Lawmakers in Tanzania are banning HIV/AIDS outreach programs that target the LGBT community.
The latest move comes just months after the country’s Justice Minister Harrison Mwakyembe (above) announced a move to eradicate pro-LGBT charities in order to protect the “culture of Tanzanians.” In July, Health Minister Ummy Mwalimu (right) announced a ban on the sale of lube because it “encourages homosexuality.”
The Guardian reported in August:
“The sudden crackdown has come as a surprise in a country that has until recently been tolerant of its lesbian, gay, bisexual and transgender (LGBT) community. Unlike in neighbouring Uganda – where pride events were disrupted by the police last week – Kenya and Zimbabwe, gay Tanzanians have not experienced the same levels of violence and discrimination, and politicians have until now generally ignored the topic.”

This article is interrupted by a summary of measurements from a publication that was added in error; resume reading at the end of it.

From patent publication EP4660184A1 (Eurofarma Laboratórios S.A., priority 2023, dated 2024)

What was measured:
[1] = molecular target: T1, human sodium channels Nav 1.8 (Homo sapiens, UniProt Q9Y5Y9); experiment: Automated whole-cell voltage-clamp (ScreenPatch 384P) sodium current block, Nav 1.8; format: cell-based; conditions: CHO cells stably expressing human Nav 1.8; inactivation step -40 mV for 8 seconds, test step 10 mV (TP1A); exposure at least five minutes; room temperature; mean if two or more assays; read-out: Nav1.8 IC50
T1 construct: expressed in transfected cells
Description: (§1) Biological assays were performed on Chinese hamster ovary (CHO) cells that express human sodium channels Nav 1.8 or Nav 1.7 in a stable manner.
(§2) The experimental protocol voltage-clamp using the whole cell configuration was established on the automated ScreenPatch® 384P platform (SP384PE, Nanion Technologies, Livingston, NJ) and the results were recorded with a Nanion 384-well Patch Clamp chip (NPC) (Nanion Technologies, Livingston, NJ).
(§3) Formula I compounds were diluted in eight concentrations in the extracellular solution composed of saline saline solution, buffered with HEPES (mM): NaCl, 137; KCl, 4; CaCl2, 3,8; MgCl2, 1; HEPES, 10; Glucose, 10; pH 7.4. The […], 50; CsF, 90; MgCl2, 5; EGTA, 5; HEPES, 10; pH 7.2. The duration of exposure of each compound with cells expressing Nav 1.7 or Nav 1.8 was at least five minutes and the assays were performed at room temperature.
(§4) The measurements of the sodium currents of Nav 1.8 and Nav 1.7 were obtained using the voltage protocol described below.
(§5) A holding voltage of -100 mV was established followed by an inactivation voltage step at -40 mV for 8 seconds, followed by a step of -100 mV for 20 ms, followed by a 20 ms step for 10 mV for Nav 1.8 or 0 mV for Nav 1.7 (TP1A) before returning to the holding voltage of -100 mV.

According to the Daily News:
“Tanzania, which had been making progress in eradicating the HIV virus that once was rampant in the region, shut down some U.S.-funded prevention programs.
“Those programs helped provide medical care to those with HIV/AIDS, handed out condoms and provided testing to those who wanted to know their condition.”
— Stephen Abbott Pugh (@stephen_abbott) November 28, 2016
The Washington Post notes that the ban marks “the first time that a country has suspended parts of the United States’ hugely successful foreign HIV/AIDS initiative in an attempt to crack down on the gay community.”
Watch Duke Global Health Institute’s Dr. Dorothy Dow discuss HIV/AIDS stigma in Tanzania below.